This Week in Texas History:
A column by BARTEE HAILE
The Corpus Christi board of health closed all schools, churches, theaters, parks, playgrounds and swimming pools on May 12, 1946 in response to an outbreak of polio.
The Texas State Journal of Medicine in September 1916 repeated the orthodoxy of the day: “We are reasonably certain that the mouth and nose, and not the hands” are responsible “for the transmission of the disease.” They had it backwards and this erroneous opinion shaped public policy and medical treatment for 40 years.
We now know poliomyelitis was caused by a virus that entered the body by way of unwashed hands or contaminated objects. More often than not, the polio bug came and went like a mild case of the flu without doing any serious damage.
But for the unfortunate few the virus broke through the intestinal wall, hopped a ride on the bloodstream and attacked the spinal cord. The end result was paralysis.
The most dangerous form of the disease was bulbar or respiratory polio, which affected the throat, diaphragm and other muscles essential for breathing. While the mortality rate for polio in general was less than one in ten, 60 percent of bulbar patients suffocated to death.
The earliest documented cases of polio in Texas occurred in 1913. Over the next two decades, the annual average was a modest 30 cases, far fewer than measles, scarlet fever, diphtheria and tuberculosis that snuffed out so many young lives.
That was why, until the middle of the Great Depression, polio was a “Yankee” problem in the eyes of Texans. But the epidemic of 1937, the first for the Lone Star State, changed all that as the number of cases and fatalities soared to 635 and 127, respectively.
The population of Texas was on track to double between 1910 and 1950, as the economic expansion triggered by the oil boom attracted Americans from every corner of the country. And among the many things those tens of thousands of newcomers brought with them was the polio virus.
The artificial respirator or “iron lung,” invented in 1929, became the grim symbol of the polio tragedy. The coffin-like container kept bulbar patients alive until they could breathe on their own.
Other tiny Texans were covered from head to toe in hard plaster to limit the limb and spine-twisting effects of the paralytic version of the illness. They endured weeks and even months in full body casts in polio wards without air conditioning or the comforting presence of a parent.
Healthy Texans refused to stand by and do nothing as polio took its terrible toll. Civic and fraternal organizations pitched in to pay medical bills that would have bankrupted all but the wealthiest families. Dedicated to cost-free care of “crippled, maimed and otherwise needy and dependent children,” the Texas Scottish Rite Hospital for Crippled Children opened in Dallas in 1923.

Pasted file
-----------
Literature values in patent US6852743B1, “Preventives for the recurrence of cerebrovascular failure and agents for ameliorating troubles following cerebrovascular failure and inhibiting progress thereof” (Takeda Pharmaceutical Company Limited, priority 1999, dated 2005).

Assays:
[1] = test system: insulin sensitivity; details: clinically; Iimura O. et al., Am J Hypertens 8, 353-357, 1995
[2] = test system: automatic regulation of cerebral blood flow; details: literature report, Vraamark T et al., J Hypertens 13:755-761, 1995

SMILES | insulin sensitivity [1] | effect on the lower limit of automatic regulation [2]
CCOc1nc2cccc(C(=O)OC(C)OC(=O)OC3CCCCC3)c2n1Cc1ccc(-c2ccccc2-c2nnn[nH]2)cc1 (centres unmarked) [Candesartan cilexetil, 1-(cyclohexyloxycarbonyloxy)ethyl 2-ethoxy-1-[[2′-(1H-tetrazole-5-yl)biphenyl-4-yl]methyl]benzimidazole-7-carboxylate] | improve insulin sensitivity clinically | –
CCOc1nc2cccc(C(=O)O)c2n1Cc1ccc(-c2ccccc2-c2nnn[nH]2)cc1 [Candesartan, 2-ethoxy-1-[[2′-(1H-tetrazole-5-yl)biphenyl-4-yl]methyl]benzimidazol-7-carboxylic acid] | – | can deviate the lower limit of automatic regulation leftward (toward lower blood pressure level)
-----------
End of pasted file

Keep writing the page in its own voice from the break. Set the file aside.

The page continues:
A frightening surge in polio cases coincided with the Second World War. No part of the state was spared, as communities once convinced there was safety in isolation came face-to-face with the scourge. The statewide count in 1945 rose to nearly a thousand cases.
Hopes for a peacetime pause were soon dashed, and one knew where the crippler would strike next. In 1948 it was San Antonio, Galveston and the Valley. San Angelo was ground zero in 1949 with 430 cases resulting in paralysis for 84 and death for 28. Corpus Christi followed in 1951 and the Dallas-Fort Worth area two years later.
Instead of fun-in-the-sun summers, children spent their school break cooped up indoors with worried mothers. They were just obeying doctors’ orders and dire directives from health officials, who shut down everything from movie theaters to public pools.
The constant fear of catching polio traumatized more sensitive kids. A woman, who grew up in Odessa, vividly remembered “sleeping in a tight ball, and the first thing I did when I woke up was to check and see if my arms and legs worked.”
By the early 1950’s, the medical profession was grasping at straws. Gamma globulin serum had cut in half the death rate for measles, so why not try it on polio to buy time for the eventual cure?
Houston, then in the grip of the worst epidemic in history, was chosen as the site for the first-of-its-kind experiment with human subjects. Thirty-five thousand children of all races took part in the July 1952 field trial, while the whole country held its breath.
The results were disappointing. Costing $30 to $50 per injection, gamma globulin was good for no more than five weeks immunity for most of the guinea pigs.
But the cure was right around the corner. Starting in the spring of 1954 and continuing through the following summer, millions of at-risk children received the Salk vaccine.
The “miracle drug” did the trick. Nationwide, and in Texas too, polio cases fell off by nearly 90 percent. The long nightmare was over, and children finally got back their summers.
To learn more about the subject of this week’s column, I recommend “The Polio Years in Texas” by Heather Green Wooten.
San Marcos Mercury columnist BARTEE HAILE welcomes your comments, questions and suggestions at P.O. Box 152, Friendswood, Texas 77549 or by email here.Email | Print